Every time a Member of Congress proposes to take up an issue, a reporter asks: “Shouldn’t Congress be focusing on the economy?—
To which the lawmaker responds: “Congress can walk and chew gum at the same time.—
Congress can not only perform the legislative equivalent of walking and chewing gum at the same time, it can simultaneously do the hokey-pokey, yodel and vacuum floors. That is to say, Congress is all about multitasking. It doesn’t have to defend itself when it ventures into various policy matters.
Yes, the economy is still in a ditch. Should all matters unrelated to the economy be shoved off until the gross domestic product, unemployment and trade deficit improve? At what point is Congress permitted to govern?
Also, what is meant by the economy? My issue is education. There are many reasons to take up education bills, including economic ones. There are moral arguments as well. Education advocates are in the comfortable position of knowing that education is the engine behind the economy. Anyone needing proof need only read the “stimulus bill— where the single largest expenditure — $100 billion — goes to education because that is where it will have the most impact.
The lost wages from just five years of dropouts exceed the combined federal costs of bailing out the banks, financial institutions, auto industry and American International Group combined. This is an Information Age economy and education is the main currency.
Congress has repeatedly seen the economic benefits of bolstering education. The GI bill allowed millions of World War II veterans to earn college degrees and buy houses. The link between education and accumulation of assets is easily proved. So, if we are determined to take up only the economy — again, not a position I’m advocating — then bring on education reform.
The serious problems facing Congress and the country grow. Health care costs rise as does the number of uninsured citizens. The U.S. auto industry stares into the economic abyss. And the national high school dropout rate of almost 30 percent has remained stubbornly consistent. Some “insiders— might counsel that intractable problems in the midst of a dire economy rule out comprehensive legislative action. But it is exactly the unprecedented convergence of problems that have presented the greatest opportunity to address them.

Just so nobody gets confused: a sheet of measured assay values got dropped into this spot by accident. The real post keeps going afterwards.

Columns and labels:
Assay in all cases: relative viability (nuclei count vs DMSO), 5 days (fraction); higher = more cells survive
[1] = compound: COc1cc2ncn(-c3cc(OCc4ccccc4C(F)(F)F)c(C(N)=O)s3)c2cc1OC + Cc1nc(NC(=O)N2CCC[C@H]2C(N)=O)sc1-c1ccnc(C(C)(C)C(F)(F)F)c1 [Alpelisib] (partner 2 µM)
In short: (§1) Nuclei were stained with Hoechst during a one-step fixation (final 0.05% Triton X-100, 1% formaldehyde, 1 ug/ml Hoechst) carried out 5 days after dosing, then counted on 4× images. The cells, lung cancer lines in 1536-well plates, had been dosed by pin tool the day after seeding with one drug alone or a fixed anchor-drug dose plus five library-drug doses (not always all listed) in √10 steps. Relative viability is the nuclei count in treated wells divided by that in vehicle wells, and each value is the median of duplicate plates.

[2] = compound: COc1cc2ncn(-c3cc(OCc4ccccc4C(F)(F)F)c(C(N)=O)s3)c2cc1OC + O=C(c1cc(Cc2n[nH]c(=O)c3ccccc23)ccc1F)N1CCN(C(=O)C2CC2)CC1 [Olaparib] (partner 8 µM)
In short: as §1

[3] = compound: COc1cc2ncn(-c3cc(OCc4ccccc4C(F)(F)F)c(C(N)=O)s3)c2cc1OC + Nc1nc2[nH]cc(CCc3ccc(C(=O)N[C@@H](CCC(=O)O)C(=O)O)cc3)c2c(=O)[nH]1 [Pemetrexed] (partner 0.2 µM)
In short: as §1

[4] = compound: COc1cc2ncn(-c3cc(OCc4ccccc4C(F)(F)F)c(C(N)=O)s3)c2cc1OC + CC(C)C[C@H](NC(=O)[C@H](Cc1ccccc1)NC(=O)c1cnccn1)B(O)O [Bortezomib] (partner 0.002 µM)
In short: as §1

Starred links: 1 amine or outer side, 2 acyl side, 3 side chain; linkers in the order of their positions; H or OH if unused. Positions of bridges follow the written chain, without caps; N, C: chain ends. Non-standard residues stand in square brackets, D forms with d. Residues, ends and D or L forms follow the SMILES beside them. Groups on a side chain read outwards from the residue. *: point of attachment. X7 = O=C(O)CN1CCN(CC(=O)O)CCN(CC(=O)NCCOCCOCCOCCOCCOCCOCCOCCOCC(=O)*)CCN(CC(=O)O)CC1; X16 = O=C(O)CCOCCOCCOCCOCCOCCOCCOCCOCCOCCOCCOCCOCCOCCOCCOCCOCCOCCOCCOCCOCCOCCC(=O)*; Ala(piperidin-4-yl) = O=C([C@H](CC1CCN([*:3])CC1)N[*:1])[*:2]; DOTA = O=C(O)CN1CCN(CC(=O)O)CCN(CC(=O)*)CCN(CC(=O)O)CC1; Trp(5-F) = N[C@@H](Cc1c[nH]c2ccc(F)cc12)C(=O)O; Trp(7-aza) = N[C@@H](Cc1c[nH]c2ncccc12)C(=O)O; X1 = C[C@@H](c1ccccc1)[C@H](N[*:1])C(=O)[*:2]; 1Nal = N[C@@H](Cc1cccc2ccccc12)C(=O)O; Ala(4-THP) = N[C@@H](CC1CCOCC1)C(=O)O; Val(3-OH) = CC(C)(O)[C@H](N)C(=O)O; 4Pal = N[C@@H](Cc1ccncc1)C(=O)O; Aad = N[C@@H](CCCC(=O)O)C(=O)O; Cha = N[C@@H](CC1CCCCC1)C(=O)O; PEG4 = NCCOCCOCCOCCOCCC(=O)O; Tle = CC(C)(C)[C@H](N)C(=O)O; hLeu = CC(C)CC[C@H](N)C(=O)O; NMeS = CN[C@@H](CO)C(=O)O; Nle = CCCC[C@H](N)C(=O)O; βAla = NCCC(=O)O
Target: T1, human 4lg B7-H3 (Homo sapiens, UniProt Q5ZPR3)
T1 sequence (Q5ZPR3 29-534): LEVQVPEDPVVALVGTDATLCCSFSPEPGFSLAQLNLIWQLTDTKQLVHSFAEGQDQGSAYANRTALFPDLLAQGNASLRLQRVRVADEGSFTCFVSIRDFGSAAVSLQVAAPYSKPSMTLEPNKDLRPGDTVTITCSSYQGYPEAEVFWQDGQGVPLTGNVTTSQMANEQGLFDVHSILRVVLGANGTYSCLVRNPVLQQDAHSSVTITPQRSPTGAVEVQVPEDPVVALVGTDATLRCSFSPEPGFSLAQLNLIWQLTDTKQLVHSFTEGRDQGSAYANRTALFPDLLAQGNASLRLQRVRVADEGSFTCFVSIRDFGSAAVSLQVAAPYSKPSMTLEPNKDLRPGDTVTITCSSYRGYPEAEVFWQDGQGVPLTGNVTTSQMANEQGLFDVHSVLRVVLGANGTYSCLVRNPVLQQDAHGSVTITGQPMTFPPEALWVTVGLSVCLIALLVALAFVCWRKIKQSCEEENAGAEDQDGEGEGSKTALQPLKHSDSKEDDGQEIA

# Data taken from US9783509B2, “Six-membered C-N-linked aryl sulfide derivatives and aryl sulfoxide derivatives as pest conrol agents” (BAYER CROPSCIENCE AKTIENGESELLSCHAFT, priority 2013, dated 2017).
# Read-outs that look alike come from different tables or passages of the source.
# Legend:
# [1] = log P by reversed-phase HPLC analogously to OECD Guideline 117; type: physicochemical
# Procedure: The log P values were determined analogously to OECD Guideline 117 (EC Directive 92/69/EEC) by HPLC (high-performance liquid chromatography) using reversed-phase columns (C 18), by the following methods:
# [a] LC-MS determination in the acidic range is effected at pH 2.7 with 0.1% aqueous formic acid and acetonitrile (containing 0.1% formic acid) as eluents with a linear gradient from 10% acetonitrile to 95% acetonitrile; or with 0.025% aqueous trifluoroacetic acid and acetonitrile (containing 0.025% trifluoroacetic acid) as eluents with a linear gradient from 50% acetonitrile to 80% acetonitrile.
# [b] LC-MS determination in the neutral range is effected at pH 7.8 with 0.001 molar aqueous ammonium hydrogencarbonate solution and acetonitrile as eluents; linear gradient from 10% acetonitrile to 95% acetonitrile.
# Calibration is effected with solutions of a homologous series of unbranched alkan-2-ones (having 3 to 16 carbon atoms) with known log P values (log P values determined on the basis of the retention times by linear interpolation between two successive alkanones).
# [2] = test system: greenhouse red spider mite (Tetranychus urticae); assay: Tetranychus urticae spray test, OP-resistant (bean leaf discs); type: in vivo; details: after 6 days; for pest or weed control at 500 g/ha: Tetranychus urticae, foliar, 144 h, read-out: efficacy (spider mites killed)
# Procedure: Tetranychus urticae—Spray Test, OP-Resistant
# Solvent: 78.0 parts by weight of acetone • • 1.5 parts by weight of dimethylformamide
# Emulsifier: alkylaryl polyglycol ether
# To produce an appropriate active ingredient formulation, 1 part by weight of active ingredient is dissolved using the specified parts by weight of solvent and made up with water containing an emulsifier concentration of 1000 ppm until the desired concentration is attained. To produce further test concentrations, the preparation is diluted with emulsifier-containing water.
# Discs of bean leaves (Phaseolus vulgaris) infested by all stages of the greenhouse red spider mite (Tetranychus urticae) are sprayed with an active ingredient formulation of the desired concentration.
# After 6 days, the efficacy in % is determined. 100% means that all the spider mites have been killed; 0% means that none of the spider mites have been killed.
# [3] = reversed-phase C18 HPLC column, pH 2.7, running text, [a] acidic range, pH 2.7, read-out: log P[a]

Business leaders, lawmakers and the public understand that “business as usual— no longer applies to almost any part of their lives. Voters watching their retirement funds dwindle and become beset on many fronts are eager for rededicated efforts to deal with problems; there are no political rewards for those willing to push serious action off until some future economic resurgence.
Take the high school crisis where, according to Education Week, more than 1 million students drop out each year at a enormous cost of hundreds of billions of dollars in lost wages, increased health care costs, social programs and incarceration. Yet, less than 12 percent of high schools produce almost 50 percent of dropouts. At least one of these “dropout factories— exists in every state and in 80 percent of Congressional districts. Congressional action targeting these nonperforming schools for serious turnaround efforts would not only assist millions of students but also add billions from new taxpayers to the federal coffers.
Finally, a pinched view of Congress sidelines some of the big talents under the Dome. The education panel chairmen, Sen. Edward Kennedy (D-Mass.) and Rep. George Miller (D-Calif.), and ranking members, Sen. Mike Enzi (R-Wyo.) and Rep. Howard McKeon (R-Calif.), have worked together for years developing major legislation that, if acted upon, will positively change education for generations. On other pressing issues, Members with passion about health care, immigration, transportation and a multitude of other issues are itching to take a crack at the nation’s problems. They shouldn’t be held hostage to the notion that only the economy matters at this time.
While the Congressional committee system has been assailed over the years for being cumbersome, it is actually well-suited for dealing with such large and varied issues. Everybody can be working on something important at the same time. Congresses of old suggested that freshman Members wait until they had some seasoning. Those quaint days are long gone. Freshmen arrive ready to participate — no seasoning required.
Congress’ legislative output waxes and wanes. We may not return to the days of Lyndon B. Johnson, when major legislation seemingly passed weekly. At the same time, we can’t be stymied by the latest movement of the Dow.
To borrow a phrase from another era, let Congress be Congress. Debate, argue, draft, debate some more, pass bills.
Then go ahead and take a walk. And chew gum. And, of course … legislate.
Bob Wise, a former nine-term House Member and governor of West Virginia, is the president of the Alliance for Excellent Education, a nonprofit devoted to secondary education policy. He is the author of “Raising the Grade: How High School Reform Can Save Our Youth and Our Nation.—